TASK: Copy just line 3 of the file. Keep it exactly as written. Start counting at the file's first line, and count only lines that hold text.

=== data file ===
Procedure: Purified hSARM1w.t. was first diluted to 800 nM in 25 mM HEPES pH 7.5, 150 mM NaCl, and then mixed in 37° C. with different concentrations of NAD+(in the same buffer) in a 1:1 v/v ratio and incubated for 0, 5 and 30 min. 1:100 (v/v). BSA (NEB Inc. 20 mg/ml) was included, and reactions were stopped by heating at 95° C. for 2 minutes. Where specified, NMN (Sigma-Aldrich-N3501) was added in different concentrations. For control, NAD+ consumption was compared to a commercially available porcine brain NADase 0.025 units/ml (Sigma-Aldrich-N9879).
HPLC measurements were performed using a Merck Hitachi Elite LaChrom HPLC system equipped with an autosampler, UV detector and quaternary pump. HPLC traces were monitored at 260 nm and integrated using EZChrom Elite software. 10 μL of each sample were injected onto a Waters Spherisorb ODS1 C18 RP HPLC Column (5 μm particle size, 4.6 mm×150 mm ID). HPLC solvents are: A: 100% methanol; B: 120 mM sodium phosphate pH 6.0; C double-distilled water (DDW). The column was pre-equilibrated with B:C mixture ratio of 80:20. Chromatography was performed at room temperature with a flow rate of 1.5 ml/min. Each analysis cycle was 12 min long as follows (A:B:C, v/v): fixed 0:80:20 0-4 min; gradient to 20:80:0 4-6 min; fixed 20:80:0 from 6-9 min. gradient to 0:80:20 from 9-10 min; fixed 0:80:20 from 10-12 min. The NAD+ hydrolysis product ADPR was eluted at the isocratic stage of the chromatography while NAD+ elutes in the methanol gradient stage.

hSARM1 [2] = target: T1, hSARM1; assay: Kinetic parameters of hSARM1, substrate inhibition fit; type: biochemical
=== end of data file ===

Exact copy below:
hSARM1 [2] = target: T1, hSARM1; assay: Kinetic parameters of hSARM1, substrate inhibition fit; type: biochemical